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Local News / Education

Tuesday, 3 May, 2011 1:41 AM

Gov. Snyder addresses U-M graduates at Spring Commencement with a few protestors

PHOTO BY JASON RZUCIDLO / ©AMERICAJR.com

Michigan Governor Rick Snyder delivers the commencement address at the University of Michigan on April 30, 2011.

by Pete Bublitz
petblitz@yahoo.com

 

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ANN ARBOR, Mich. -- Michigan Governor Rick Snyder highlighted the rewarding of degrees and sentimental procession during the University of Michigan’s 2011 Spring Commencement Ceremony by addressing his hopes for the future through a shared reflection on his U-M past.

During a Saturday transition from morning to afternoon, on April 30, Snyder spoke to countless graduates sitting in Michigan Stadium on what it took to be the “Leaders and Best” echoed in the line from “The Victors” fight song. The weather was cloudy and about 50 degrees during the start of the ceremony at 10 a.m. By the time it wrapped up at 11:30 a.m., it was sunny and 60 degrees.

“In terms of individuals, you are explorers,” said Snyder, implying that it was up to them to continue their journey in places away from Michigan. It was in this mind set that Snyder reflected on how he personally sought to be a leader in his U-M studies during the 1970s, that he sought to not only excel with the desire “To help people,” but just as importantly “to have fun” in doing what he did.

Some students showed their displeasure with the governor by standing up and turning their backs towards him as he spoke. In addition, a couple hundred protestors held signs to "Recall Rick" as they walked up and down Main Street before the ceremony began. Protestors held a rally across the street on the field at the Ann Arbor Pioneer High School. Many were upset with Snyder's decision to cut funding to universities, which will cause tuition to go up at the University of Michigan and other public universities across the state.

Occurring at a time in his term when controversy surrounding Snyder’s decisions as governor was thick, the theme both within Snyder’s address and all preceding ones that day was the urge to shake things up, to do things that were going to turn a great number of heads. “It’s that spirit of exploration that brought us here,” he added, providing a farewell reminder that, “By giving your best, you’ll be a stalwart among the leaders and best.”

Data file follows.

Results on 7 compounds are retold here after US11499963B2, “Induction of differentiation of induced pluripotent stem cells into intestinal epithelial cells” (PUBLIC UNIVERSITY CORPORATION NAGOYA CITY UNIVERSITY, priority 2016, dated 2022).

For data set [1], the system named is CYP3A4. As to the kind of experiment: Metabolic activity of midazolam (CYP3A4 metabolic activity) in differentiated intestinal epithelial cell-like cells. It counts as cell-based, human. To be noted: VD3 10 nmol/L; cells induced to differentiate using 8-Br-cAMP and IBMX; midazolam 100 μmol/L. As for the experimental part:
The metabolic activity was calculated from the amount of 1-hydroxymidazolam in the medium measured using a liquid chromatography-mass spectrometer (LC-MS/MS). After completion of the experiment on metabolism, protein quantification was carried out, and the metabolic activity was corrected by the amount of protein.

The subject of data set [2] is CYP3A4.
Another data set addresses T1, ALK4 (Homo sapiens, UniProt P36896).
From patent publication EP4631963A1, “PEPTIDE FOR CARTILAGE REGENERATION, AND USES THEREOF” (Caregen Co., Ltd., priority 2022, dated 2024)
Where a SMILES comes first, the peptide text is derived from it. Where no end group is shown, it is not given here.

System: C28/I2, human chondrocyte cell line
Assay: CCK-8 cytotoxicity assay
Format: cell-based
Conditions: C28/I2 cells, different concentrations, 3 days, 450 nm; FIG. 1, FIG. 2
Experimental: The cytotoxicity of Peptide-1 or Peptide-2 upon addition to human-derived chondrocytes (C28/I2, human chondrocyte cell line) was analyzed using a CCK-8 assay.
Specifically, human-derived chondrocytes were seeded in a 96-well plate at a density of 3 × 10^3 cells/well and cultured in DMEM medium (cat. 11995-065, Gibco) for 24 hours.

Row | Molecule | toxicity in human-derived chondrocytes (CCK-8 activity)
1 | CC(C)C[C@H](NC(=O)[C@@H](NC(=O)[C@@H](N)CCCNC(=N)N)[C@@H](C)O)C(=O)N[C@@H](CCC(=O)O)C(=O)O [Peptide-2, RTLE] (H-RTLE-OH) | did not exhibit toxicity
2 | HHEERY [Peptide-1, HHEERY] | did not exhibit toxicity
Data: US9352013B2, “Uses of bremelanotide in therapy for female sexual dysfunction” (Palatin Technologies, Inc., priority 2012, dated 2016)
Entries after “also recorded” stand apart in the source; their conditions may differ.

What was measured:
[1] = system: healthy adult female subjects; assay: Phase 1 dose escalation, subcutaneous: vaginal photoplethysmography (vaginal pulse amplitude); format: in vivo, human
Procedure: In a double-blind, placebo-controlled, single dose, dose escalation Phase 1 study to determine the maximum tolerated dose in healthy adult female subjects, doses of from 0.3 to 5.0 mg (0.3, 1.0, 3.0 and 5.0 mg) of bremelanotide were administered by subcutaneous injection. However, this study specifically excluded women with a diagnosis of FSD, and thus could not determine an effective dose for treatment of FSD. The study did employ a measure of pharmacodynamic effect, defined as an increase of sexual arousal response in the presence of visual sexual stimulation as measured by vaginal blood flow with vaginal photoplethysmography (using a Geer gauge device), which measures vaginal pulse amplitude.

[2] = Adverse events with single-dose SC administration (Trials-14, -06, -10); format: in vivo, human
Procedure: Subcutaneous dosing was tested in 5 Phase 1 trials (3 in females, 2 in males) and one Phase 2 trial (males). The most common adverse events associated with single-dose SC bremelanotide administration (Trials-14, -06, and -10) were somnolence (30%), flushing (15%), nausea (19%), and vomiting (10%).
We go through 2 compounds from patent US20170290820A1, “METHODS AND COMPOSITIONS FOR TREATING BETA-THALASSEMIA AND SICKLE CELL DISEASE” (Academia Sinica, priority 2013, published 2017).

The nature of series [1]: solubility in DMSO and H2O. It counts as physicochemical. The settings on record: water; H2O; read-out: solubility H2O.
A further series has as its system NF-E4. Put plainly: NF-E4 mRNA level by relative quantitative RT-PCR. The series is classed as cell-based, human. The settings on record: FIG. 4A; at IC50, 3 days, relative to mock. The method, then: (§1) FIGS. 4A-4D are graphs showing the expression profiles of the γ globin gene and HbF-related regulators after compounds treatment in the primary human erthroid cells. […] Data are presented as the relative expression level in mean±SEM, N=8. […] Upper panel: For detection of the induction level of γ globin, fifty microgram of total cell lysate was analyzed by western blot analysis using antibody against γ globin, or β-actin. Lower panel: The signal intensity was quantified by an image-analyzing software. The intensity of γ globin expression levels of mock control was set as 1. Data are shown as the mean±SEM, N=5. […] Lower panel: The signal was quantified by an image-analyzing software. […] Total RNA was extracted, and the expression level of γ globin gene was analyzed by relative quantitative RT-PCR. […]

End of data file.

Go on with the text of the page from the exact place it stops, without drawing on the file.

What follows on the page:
U-M President Mary Sue Coleman offered her statement to the class of 2011. She is the 13th president of the university.

"You are the first class to graduated from a renovated, expanded Big House," Coleman said. "I thought it was only appropriate to provide a venue large enough for your dreams, your aspirations and your celebration. The most special guests in the stadium are the families of our students. All of you have provided invaluable support through the years. Our world needs strong, decisive individuals. Your student body president and fellow graduate, Chris Armstrong, is a proven leader. Yet, what created the biggest headlines for Chris is the fact that he is a gay man, the first to lead the Michigan student assembly. For today, goodbye, for tomorrow, good luck and forever, go blue."

Jillian Joan Garment Rothman, a senior in the College of Literature, Science & the Arts, was selected by U-M staff and faculty to give the remarks on behalf of the students.

"Today is our last time in this Big House as a class," Rothman said to her fellow graduates. "We have moved closer to the real world. Do we know if we are ready? The greatest ones from our community were the ones not afraid to take risks or to get messy. We can take a single lesson from our experiences at Michigan and make a difference. We have learned that Michigan, not under any circumstances, will have a snow day. Maybe you have learned, as I have, that the best professors come with the longest beards. We've learned that no injustice is far enough away to ignore."

That was perhaps what brought together not only Snyder and so many new alumni in the “Big House” stands, but also a collection of notable figures in numerous arts and sciences who like Snyder were honorary degree recipients. It was the governor's fourth degree from U-M, after he earned three others from the institution in the past.

The first of these was Congressman Vernon J. Ehlers, a Doctor of Laws degree recipient as were Snyder, Stephen M. Ross, and William Clay Ford, Jr., Executive Chairman of the Ford Motor Company. Receiving a Doctor of Arts was New York-based Shelton Lee, a renowned filmmaker best known to the world as "Spike." Eugene Robinson would receive a noted Doctor of Humane Letters, not only for his positions at publications like The Washington Post, but also for learning to become a leader in such a field at U-M of all places.

Last year, President Obama delivered the commencement address at the University of Michigan. The Ann Arbor, Mich. university has had a long history of hosting world-renowned speakers at its commencement ceremonies.

Related Story: President Obama addresses graduates at the University of Michigan

 

PHOTO BY JASON RZUCIDLO / ©AMERICAJR.com

Honorary degree recipients Vernon J. Ehlers and William Clay Ford, Jr.

 

PHOTO BY JASON RZUCIDLO / ©AMERICAJR.com

Additional honorary degree recipients Shelton "Spike" Lee, Eugene Robinson and Stephen M. Ross.

 

PHOTO BY JASON RZUCIDLO / ©AMERICAJR.com

Extra security for Michigan Gov. Rick Snyder

 

PHOTO BY JASON RZUCIDLO / ©AMERICAJR.com

U-M Provost Philip J. Hanlon welcomed everyone to the ceremony.

 

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